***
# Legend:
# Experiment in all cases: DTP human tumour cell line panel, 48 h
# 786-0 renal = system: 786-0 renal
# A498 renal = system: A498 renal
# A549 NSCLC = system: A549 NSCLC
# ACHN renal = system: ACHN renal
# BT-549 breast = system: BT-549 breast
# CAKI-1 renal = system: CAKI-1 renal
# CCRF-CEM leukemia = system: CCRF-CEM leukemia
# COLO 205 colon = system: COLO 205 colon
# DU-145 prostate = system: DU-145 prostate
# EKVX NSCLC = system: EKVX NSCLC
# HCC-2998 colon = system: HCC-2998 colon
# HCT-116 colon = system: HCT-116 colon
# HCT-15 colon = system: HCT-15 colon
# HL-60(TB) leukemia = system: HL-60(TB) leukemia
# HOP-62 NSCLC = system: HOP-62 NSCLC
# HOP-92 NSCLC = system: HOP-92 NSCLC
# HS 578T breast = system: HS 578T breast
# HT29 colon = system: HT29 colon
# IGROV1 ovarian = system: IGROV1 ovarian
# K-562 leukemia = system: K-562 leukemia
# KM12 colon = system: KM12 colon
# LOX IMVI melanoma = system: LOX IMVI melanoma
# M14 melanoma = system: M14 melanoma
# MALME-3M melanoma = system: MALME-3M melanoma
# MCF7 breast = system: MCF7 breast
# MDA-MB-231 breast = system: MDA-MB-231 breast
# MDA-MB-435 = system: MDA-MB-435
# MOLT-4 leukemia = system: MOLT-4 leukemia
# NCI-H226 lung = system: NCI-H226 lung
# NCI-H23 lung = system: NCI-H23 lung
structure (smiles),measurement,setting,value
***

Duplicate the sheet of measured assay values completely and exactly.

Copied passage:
# Legend:
# Experiment in all cases: DTP human tumour cell line panel, 48 h
# 786-0 renal = system: 786-0 renal
# A498 renal = system: A498 renal
# A549 NSCLC = system: A549 NSCLC
# ACHN renal = system: ACHN renal
# BT-549 breast = system: BT-549 breast
# CAKI-1 renal = system: CAKI-1 renal
# CCRF-CEM leukemia = system: CCRF-CEM leukemia
# COLO 205 colon = system: COLO 205 colon
# DU-145 prostate = system: DU-145 prostate
# EKVX NSCLC = system: EKVX NSCLC
# HCC-2998 colon = system: HCC-2998 colon
# HCT-116 colon = system: HCT-116 colon
# HCT-15 colon = system: HCT-15 colon
# HL-60(TB) leukemia = system: HL-60(TB) leukemia
# HOP-62 NSCLC = system: HOP-62 NSCLC
# HOP-92 NSCLC = system: HOP-92 NSCLC
# HS 578T breast = system: HS 578T breast
# HT29 colon = system: HT29 colon
# IGROV1 ovarian = system: IGROV1 ovarian
# K-562 leukemia = system: K-562 leukemia
# KM12 colon = system: KM12 colon
# LOX IMVI melanoma = system: LOX IMVI melanoma
# M14 melanoma = system: M14 melanoma
# MALME-3M melanoma = system: MALME-3M melanoma
# MCF7 breast = system: MCF7 breast
# MDA-MB-231 breast = system: MDA-MB-231 breast
# MDA-MB-435 = system: MDA-MB-435
# MOLT-4 leukemia = system: MOLT-4 leukemia
# NCI-H226 lung = system: NCI-H226 lung
# NCI-H23 lung = system: NCI-H23 lung
structure (smiles),measurement,setting,value